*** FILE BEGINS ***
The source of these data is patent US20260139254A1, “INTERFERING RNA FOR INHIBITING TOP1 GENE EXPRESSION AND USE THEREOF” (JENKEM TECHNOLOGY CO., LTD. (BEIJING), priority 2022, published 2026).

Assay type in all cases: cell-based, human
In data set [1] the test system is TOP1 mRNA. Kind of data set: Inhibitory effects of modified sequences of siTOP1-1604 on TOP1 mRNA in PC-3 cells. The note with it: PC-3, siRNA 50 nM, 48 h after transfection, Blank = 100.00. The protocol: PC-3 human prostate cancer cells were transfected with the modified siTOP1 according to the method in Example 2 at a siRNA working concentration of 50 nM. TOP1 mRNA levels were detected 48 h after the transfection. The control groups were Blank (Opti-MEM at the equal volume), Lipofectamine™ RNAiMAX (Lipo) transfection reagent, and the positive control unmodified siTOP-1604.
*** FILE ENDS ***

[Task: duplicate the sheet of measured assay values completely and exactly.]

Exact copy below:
The source of these data is patent US20260139254A1, “INTERFERING RNA FOR INHIBITING TOP1 GENE EXPRESSION AND USE THEREOF” (JENKEM TECHNOLOGY CO., LTD. (BEIJING), priority 2022, published 2026).

Assay type in all cases: cell-based, human
In data set [1] the test system is TOP1 mRNA. Kind of data set: Inhibitory effects of modified sequences of siTOP1-1604 on TOP1 mRNA in PC-3 cells. The note with it: PC-3, siRNA 50 nM, 48 h after transfection, Blank = 100.00. The protocol: PC-3 human prostate cancer cells were transfected with the modified siTOP1 according to the method in Example 2 at a siRNA working concentration of 50 nM. TOP1 mRNA levels were detected 48 h after the transfection. The control groups were Blank (Opti-MEM at the equal volume), Lipofectamine™ RNAiMAX (Lipo) transfection reagent, and the positive control unmodified siTOP-1604.